The Daily Dish

Medicare Advantage and Cutting Medicare

Yesterday the Better Medicare Alliance (BMA) released a study by Avalere Health with the scintillating prose: “On February 1, Centers for Medicare & Medicaid Services (CMS) released the 2024 Advance Notice, an annual regulatory document that describes the agency’s proposed payment and coverage policies for the next plan year.” It added that “Avalere estimates that the decrease in payment could result in a $540 decrease in benefits per member per year.”

Now, as a certified swamp-dwelling health wonk, I can attest that the annual Advance Notice is a big deal in the Medicare Advantage (MA) community. But the real heat comes from the finding that MA beneficiaries face a cut of $540 per year, a proposal made prior to the State of the Union (SOTU) address in which President Biden pledged not to cut Medicare and POTUS-shamed Congress into agreeing (or, at least, applauding). To do that while simultaneously cutting Medicare benefits sets off a few hypocrisy alerts.

What is going on?

MA plans submit bids to CMS that are the cost of covering their average enrollee. If the bids come in lower than would be the cost for those beneficiaries in the traditional fee-for-service (FFS) Medicare program (known as the FFS benchmark, which differs by county), then the MA plan can use the difference to reduce enrollees’ premiums, or offer extra benefits (e.g., vision and dental coverage), or both. On average, MA plan bids come in a bit below 85 percent of the FFS benchmark, so these premium cuts and supplemental benefits are a big deal.

For calendar year 2024 – which I hasten to observe contains the 2024 election – CMS proposes to reduce the FFS benchmark in two ways. The first is (per Avelere) by “Removing Medical Education Payments in the Non-End Stage Renal Disease (ESRD) US Per Capita Costs (USPCC) Baseline.” This sounds like removing an MA-related cost from the FFS estimate of costs of covering a beneficiary, which seems legitimate. But it is as clear as mud and I just bought a bridge in Brooklyn. You decide.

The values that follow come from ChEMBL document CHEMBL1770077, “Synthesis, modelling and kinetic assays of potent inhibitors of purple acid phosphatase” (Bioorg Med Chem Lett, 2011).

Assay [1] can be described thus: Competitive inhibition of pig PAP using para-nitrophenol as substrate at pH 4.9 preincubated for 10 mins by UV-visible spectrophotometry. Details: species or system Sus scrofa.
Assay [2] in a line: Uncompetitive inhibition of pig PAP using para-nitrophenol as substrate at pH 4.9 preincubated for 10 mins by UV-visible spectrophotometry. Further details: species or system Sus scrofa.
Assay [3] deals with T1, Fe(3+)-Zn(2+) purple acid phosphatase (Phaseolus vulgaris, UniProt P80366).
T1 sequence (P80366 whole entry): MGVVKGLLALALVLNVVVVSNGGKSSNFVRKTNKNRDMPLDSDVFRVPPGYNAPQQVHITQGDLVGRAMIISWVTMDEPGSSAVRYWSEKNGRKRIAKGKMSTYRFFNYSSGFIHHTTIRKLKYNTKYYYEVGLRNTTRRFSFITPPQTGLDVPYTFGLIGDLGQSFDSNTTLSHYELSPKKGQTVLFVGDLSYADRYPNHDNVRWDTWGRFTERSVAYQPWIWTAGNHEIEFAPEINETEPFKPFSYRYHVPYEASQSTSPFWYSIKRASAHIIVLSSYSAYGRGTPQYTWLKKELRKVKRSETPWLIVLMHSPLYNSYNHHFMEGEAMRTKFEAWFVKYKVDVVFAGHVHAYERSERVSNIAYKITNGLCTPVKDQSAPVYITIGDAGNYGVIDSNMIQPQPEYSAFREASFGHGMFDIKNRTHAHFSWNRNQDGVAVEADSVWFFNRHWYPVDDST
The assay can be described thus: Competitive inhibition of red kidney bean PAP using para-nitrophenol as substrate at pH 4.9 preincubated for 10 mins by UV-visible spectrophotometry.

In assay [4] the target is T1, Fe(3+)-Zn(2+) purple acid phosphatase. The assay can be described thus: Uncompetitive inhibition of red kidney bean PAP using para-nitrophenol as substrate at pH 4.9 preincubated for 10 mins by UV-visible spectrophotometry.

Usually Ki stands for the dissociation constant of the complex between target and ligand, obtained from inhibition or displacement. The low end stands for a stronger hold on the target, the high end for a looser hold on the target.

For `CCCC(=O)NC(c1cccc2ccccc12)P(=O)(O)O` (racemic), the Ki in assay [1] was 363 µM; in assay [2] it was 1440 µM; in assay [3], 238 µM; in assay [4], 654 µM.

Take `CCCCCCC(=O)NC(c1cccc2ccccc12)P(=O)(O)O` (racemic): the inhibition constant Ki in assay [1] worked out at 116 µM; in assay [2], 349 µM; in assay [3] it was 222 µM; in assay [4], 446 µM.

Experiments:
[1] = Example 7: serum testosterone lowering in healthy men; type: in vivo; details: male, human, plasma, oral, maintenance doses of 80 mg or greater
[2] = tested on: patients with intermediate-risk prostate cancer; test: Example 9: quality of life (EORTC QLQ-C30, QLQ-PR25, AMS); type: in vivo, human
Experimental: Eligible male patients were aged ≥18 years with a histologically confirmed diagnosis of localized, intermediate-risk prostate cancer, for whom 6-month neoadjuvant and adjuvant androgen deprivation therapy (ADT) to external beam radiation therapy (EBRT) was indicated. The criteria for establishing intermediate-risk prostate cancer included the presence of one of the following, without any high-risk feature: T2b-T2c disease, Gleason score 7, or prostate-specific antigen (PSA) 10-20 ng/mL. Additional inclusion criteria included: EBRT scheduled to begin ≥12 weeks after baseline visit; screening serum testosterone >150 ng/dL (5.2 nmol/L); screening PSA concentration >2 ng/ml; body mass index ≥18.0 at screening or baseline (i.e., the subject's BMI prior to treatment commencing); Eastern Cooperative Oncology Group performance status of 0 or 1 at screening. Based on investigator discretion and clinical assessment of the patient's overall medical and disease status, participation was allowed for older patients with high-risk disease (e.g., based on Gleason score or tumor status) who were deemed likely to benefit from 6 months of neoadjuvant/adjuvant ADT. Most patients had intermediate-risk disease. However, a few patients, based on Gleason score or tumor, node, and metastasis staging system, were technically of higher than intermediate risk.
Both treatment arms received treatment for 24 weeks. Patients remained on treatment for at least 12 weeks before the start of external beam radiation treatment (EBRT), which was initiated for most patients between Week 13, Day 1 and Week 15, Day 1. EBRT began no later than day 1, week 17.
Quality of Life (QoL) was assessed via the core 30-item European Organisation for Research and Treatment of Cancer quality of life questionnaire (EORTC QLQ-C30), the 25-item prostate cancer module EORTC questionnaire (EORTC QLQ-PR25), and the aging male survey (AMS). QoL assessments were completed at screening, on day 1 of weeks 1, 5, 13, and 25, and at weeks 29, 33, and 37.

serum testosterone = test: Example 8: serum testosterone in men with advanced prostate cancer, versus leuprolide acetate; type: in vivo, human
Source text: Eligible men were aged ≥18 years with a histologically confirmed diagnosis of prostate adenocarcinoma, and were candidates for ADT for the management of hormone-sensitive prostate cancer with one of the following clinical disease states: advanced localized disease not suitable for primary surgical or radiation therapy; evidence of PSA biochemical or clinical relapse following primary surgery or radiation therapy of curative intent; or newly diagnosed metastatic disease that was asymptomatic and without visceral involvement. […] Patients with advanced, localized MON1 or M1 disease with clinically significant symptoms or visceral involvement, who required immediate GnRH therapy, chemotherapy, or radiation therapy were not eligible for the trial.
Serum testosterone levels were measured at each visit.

The second is clearer. CMS is changing the way it does risk adjustment. Risk adjustment is the delivery of higher payments to MA plans with sicker seniors in order to cover their more expensive care. As a result of these changes, Avalere estimates that there will be a 3.12 percent reduction in plan payments. But the real kicker is the way, in part, this gets done: “As a result of the model update, over 2,000 ICD-10codes that were included in the 2023 CMS-HCC model will not be in the 2024 CMS-HCC model.”

In English, conditions that were recognized as making a senior sicker in 2023 will not be recognized in 2024. The change gets rid of codes like those for pre-diabetes and other early-onset conditions. Budgetarily this is tantamount to saying: “We gave you enough to cover these ailing seniors last year, but no longer.” From a health policy view, it removes the incentive to identify affected seniors early and arrest the deterioration of their health.

(This change is especially rich in irony because CMS is simultaneously arguing that plan payments will actually go up overall because it is raising the expected average level of risk adjustment. One might be able to rationalize that as a result of an aging beneficiary population, but it is hard to make this add up for all plans simultaneously.)

There is a third change to quality measures, and the upshot is that the FFS benchmark is lower, plans’ bids will be unable finance the existing level of supplemental benefits, and benefits will get cut back. One can also argue that plans will raise premiums, but they are generally loath to do so.

The administration is proposing Medicare cuts, SOTU histrionics notwithstanding. Avelere’s analysis applies to only 90 percent of the 30 million MA beneficiaries, but still, at $540 per enrollee, this totals in the neighborhood of $15 billion. If this were a legislative proposal, it would be characterized as a cut of $150 billion over 10 years. That is real money.

The larger point is not that the administration is talking out of both sides of its mouth. The larger point is that Medicare reforms should run through Congress and should encompass both FFS Medicare and MA simultaneously. Rifle-shot administrative actions are not Medicare reform.


Fact of the Day

In 2021, at least 1.3 million workers were absent from the labor force because of opioid use, approximately 21 percent of the missing labor force.

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